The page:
From Self-Employed to Homeowner: Tips for Getting Approved for a Mortgage
Being self-employed comes with many benefits, such as flexibility and the ability to work on your own terms. However, when it comes to securing a mortgage, being self-employed can present some challenges. Unlike traditional employees who receive a steady paycheque and have a verifiable employment history, self-employed individuals have a more complex financial situation. But don't worry, it's still possible to get a mortgage as a self-employed borrower. In this article, we'll explore some practical tips and strategies to help you navigate the mortgage application process and increase your chances of getting approved for a home loan.
Get Your Finances in Order
Before you even start looking for a mortgage, it's important to get your finances in order. This means organizing your income, expenses, and debt. Lenders want to see that you have a stable income and can afford to make your monthly mortgage payments. As a self-employed borrower, you'll need to provide additional documentation to verify your income, such as tax returns and bank statements. So, make sure you have all your financial documents in order before applying for a mortgage.
Maintain Good Credit
Your credit score plays a crucial role in getting approved for a mortgage. Lenders use your credit score to determine your creditworthiness and the interest rate you'll be charged. As a self-employed borrower, it's even more important to maintain good credit because you may not have a traditional employment history to fall back on. Make sure you pay your bills on time, keep your credit utilization low, and avoid applying for too much credit at once. These simple steps can go a long way in boosting your credit score and improving your chances of getting approved for a mortgage.
Save for a Down Payment
Saving for a down payment is important for any homebuyer, but it's especially crucial for self-employed borrowers. Lenders typically require a down payment of at least 20% of the home's purchase price. This shows that you have skin in the game and are less likely to default on your mortgage. As a self-employed borrower, you may also be subject to stricter underwriting standards, so having a larger down payment can help offset some of the risk.
Consider a Bank Statement Mortgage
If you're self-employed and have a non-traditional income stream, such as income from freelance work or rental properties, you may want to consider a bank statement mortgage. This type of mortgage allows you to use your bank statements to verify your income instead of tax returns. This can be especially helpful for self-employed borrowers who may have fluctuating income or may take advantage of tax deductions to lower their taxable income.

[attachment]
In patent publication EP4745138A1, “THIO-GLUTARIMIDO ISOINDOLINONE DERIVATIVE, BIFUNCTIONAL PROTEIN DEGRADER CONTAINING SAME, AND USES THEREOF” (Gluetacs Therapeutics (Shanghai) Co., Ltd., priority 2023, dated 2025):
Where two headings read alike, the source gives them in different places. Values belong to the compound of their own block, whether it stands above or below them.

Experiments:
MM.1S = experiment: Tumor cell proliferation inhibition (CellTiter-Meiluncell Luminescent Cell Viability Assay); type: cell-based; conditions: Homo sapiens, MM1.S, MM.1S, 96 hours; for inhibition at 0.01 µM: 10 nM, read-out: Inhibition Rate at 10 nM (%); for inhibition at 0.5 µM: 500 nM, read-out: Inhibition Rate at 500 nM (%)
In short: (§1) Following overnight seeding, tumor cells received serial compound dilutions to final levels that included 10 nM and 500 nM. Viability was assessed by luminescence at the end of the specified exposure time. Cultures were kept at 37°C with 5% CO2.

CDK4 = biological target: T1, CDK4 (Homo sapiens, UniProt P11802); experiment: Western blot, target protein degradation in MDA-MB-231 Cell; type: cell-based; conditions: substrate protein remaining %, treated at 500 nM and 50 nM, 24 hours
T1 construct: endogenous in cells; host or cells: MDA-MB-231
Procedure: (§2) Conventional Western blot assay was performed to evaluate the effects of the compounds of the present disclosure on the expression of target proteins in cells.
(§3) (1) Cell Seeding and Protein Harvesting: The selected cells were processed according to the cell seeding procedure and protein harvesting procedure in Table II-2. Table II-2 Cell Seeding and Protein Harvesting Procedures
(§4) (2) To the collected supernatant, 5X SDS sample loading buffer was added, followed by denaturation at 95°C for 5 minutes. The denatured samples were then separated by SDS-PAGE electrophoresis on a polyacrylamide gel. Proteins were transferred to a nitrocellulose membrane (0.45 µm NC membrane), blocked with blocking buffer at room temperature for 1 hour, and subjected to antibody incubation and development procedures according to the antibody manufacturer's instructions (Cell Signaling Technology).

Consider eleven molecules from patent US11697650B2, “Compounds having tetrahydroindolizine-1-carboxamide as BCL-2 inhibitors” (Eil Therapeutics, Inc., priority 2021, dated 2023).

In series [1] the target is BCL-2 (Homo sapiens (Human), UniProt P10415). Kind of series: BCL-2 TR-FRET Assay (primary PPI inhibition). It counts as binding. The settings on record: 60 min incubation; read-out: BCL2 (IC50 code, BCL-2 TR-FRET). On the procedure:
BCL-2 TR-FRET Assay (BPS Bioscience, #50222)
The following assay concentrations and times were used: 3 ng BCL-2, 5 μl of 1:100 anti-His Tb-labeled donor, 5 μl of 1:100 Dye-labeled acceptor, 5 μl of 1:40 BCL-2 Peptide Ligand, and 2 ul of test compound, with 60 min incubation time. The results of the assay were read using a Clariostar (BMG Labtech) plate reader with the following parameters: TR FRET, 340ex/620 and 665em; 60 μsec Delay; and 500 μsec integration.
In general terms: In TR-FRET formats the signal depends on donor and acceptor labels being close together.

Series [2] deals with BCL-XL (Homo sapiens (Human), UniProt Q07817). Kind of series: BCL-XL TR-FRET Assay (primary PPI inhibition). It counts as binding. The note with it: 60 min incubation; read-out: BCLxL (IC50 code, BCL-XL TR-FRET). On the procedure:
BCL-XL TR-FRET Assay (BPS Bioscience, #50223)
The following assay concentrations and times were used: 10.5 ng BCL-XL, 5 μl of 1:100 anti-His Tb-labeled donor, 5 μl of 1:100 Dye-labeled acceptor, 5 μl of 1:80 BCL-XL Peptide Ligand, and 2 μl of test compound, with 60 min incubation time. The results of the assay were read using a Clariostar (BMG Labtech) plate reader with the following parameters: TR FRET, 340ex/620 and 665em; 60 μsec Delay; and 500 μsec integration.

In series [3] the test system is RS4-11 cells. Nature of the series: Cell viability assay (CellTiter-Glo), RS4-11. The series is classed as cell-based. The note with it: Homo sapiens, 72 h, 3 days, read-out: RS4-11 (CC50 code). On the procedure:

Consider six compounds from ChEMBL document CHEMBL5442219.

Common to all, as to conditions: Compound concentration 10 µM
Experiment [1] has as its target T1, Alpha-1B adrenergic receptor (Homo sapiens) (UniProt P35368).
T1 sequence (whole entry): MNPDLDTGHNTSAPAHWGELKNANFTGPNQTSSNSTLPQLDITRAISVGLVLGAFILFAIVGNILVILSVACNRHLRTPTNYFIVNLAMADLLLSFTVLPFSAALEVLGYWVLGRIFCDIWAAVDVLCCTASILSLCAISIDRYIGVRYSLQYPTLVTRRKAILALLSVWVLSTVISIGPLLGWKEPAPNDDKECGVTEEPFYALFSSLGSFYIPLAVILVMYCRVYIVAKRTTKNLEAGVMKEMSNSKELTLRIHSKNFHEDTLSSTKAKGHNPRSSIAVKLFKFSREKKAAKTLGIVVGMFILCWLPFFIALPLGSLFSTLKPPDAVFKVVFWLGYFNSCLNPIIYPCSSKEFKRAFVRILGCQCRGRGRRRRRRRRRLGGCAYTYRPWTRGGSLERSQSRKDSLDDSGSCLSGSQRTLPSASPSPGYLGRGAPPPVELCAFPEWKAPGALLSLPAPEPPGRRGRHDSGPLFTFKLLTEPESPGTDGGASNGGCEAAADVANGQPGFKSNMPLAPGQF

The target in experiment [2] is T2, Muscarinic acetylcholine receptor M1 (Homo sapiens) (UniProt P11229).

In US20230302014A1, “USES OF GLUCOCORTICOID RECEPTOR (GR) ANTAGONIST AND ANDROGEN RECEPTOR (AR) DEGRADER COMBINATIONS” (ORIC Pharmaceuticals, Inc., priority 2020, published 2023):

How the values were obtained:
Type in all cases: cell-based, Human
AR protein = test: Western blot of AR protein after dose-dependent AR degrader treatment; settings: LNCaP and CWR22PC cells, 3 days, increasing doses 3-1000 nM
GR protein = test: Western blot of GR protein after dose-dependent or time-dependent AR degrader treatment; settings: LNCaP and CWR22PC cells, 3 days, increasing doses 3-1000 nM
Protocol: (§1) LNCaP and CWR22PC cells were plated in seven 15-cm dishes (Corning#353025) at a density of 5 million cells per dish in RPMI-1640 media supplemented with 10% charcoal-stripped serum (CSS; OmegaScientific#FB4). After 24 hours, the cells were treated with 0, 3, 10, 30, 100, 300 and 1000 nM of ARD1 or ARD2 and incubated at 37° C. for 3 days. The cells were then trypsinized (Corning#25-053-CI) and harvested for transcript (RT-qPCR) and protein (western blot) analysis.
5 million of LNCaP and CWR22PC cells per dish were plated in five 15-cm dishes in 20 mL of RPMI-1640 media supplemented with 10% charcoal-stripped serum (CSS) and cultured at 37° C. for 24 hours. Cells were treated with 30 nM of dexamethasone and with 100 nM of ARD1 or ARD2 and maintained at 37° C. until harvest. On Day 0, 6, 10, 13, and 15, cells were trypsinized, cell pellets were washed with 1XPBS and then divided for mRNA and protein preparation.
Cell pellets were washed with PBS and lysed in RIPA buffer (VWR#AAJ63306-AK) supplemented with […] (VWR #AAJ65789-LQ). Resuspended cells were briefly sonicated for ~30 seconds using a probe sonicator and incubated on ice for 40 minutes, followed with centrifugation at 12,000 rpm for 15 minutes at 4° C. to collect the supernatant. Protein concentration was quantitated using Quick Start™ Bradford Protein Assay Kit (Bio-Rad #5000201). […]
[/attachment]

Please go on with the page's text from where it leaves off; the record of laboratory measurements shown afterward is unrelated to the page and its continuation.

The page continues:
Work with a Mortgage Professional
Working with a mortgage professional who has experience working with self-employed borrowers can be a game-changer. A good mortgage broker can help you understand your options, guide you through the application process, and even help you identify potential obstacles and workarounds. Make sure you choose a mortgage broker who understands the unique challenges faced by self-employed borrowers and has a proven track record of success.
Avoid Common Mistakes
As a self-employed borrower, there are a few common mistakes you should avoid when applying for a mortgage. For example, don't mix your personal and business finances, don't make large deposits into your bank account without a clear explanation, and don't open new credit accounts or make large purchases before applying for a mortgage. These actions can raise red flags for lenders and may hurt your chances of getting approved for a mortgage.
Be Prepared to Provide Additional Documentation
As a self-employed borrower, you'll need to provide more documentation than a traditional employee. Be prepared to provide at least two years of tax returns, bank statements, and profit and loss statements. You may also need to provide additional documentation to explain any fluctuations in your income.
To sum up, being self-employed should not hold you back from achieving your dream of owning a home. While lenders may scrutinize your income and employment history more closely than they would for someone with a traditional job, there are still plenty of options available. By demonstrating stability, reliability, and financial responsibility, you can prove to lenders that you are a worthy candidate for a mortgage.